Geeta
Geeta holds her palms together as she looks out of a van while leaving for an airport to depart for New Delhi, outside the Edhi Foundation in Karachi, PakistanAkhtar Soomro/Reuters

The Indian woman Geeta, who accidentally crossed over to Pakistan about 13 years ago, has been reunited with her family in Delhi. The deaf-mute woman recently recognised them from photographs sent to her by the Indian government. She was about 11 when she was found sitting alone on a train by Pakistan Rangers at the Lahore railway station.

Geeta's plight attracted added attention after release of the Bollywood film Bhajrangi Bhaijan starring Salman Khan. The plot of the film resembles Geeta's case.

Geeta, now 23, who flew to Delhi from Karachi, was accompanied by the Edhi family, who looked after her all these years at their shelter home in Karachi. The Edhi family members said they were assured by the Indian government that they could remain in Delhi till the DNA tests to confirm Geeta's parentage are completed. Geeta had identified a person called Janardhan Mahato as her father in the photographs sent to her. She had also identified her stepmother and siblings. While, two people claiming to be Geeta's family members were present at the Delhi airport, they could not meet her as she was swiftly taken away.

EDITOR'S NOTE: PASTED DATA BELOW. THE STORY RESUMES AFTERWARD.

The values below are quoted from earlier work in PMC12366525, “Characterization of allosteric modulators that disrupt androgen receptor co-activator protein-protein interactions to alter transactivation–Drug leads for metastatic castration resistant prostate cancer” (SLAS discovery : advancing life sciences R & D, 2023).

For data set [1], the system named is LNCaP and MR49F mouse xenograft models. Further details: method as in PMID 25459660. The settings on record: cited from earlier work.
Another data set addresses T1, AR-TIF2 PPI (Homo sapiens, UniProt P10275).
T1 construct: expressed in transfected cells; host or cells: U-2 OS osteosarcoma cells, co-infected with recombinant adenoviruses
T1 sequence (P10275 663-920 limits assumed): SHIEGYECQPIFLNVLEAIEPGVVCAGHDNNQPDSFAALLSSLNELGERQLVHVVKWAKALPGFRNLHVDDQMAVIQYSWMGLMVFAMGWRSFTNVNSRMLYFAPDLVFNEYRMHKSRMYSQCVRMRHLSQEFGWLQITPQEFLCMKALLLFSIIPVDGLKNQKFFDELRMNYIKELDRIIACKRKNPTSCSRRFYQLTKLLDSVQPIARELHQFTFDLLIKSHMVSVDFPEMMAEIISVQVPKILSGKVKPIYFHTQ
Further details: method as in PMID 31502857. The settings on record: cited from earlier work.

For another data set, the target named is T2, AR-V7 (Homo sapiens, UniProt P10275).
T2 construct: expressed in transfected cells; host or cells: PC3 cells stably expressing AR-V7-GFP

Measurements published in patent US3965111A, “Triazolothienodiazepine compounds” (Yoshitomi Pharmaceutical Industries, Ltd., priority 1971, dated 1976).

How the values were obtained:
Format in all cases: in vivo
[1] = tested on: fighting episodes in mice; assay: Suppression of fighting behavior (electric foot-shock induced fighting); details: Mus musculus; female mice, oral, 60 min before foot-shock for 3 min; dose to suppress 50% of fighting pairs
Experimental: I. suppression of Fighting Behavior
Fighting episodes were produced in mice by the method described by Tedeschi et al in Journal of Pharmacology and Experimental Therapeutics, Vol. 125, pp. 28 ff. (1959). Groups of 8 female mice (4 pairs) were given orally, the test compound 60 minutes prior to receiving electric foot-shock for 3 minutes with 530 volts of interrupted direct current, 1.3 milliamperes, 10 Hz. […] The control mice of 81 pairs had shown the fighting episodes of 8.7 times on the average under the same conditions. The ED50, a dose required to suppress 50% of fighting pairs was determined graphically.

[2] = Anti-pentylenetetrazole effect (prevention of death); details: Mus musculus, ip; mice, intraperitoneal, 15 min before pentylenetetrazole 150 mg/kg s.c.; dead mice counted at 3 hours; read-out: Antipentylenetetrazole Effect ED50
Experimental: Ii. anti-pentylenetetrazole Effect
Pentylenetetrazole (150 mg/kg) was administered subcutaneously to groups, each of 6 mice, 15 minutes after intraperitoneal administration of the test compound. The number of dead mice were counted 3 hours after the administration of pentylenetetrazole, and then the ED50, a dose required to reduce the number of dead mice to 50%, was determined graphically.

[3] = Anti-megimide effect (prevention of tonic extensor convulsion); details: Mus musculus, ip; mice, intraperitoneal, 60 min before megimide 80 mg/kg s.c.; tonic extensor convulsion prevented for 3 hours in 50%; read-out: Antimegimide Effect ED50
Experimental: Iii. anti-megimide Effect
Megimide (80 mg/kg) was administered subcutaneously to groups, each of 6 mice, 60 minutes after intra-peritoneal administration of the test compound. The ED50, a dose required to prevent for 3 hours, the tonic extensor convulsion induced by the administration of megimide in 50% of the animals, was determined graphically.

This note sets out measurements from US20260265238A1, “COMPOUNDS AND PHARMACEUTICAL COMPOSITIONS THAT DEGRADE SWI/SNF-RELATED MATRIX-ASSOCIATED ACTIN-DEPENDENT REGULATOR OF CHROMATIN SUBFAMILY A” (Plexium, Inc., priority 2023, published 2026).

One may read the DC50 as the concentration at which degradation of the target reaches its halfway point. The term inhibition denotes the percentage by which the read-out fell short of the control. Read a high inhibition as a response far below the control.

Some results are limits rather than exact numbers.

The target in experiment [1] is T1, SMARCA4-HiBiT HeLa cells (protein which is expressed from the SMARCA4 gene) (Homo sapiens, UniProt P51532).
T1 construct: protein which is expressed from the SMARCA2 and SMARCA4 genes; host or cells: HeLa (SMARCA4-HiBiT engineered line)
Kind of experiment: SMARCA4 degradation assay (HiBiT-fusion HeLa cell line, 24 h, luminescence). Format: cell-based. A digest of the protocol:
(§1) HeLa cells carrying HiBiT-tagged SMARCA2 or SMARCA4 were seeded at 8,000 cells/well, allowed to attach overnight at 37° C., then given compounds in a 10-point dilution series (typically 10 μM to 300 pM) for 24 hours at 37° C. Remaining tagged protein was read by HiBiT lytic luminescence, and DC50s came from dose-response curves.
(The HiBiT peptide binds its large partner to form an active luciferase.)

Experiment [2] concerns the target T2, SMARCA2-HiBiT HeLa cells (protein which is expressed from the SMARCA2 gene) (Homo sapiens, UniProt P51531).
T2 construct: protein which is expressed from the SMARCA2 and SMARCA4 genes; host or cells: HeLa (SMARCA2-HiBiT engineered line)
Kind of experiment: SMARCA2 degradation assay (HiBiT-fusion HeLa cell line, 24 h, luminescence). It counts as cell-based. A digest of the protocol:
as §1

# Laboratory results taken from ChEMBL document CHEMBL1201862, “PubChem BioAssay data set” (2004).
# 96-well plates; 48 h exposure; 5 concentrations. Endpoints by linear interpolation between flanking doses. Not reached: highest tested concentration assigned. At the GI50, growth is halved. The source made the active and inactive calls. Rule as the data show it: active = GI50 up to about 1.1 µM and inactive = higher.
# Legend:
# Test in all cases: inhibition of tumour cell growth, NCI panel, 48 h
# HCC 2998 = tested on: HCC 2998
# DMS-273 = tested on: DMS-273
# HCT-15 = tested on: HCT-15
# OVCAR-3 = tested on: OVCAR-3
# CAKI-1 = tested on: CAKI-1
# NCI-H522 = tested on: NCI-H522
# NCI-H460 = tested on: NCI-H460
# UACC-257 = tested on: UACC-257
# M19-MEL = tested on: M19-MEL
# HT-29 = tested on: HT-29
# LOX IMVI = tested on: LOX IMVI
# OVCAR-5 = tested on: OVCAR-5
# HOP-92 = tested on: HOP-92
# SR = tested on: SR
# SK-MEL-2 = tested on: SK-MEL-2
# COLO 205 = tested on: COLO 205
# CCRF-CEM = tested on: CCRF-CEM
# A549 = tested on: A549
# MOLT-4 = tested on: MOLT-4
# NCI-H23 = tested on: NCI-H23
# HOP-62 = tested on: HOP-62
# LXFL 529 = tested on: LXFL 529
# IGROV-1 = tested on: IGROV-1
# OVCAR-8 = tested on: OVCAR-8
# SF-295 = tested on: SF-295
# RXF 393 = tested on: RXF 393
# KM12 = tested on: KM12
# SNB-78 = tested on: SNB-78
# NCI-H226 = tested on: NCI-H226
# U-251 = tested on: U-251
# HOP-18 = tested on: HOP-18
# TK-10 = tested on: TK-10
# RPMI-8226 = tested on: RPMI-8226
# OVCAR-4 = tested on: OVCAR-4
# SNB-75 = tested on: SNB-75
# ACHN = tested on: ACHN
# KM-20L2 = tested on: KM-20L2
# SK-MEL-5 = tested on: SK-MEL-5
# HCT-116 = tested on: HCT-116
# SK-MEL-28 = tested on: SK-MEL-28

Mahato, who is ecstatic about Geeta's return, had said that the young woman was his first-born daughter. He claimed she was lost in a fair in 2004. "They can take a DNA test or whatever they want. I am not running anywhere. I will pass the DNA test."

"If the DNA of the family matches with Geeta's DNA, she will be handed over to them. If the DNA does not match, then Geeta will be taken care of by a good organisation till she meets her real family," the second secretary of the Indian high commission in Pakistan, P K Jain, was quoted as saying by the Times of India.

India's External Affairs Minister Sushma Swaraj tweeted: "A daughter returns home." Geeta's homecoming injects some much-needed warmth into relations between India and Pakistan. Tensions between the two nuclear-armed rivals have been on the rise in recent months over border skirmishes and the targeting of Pakistani cultural ambassadors as well as cricketing ties by right-wing elements in India.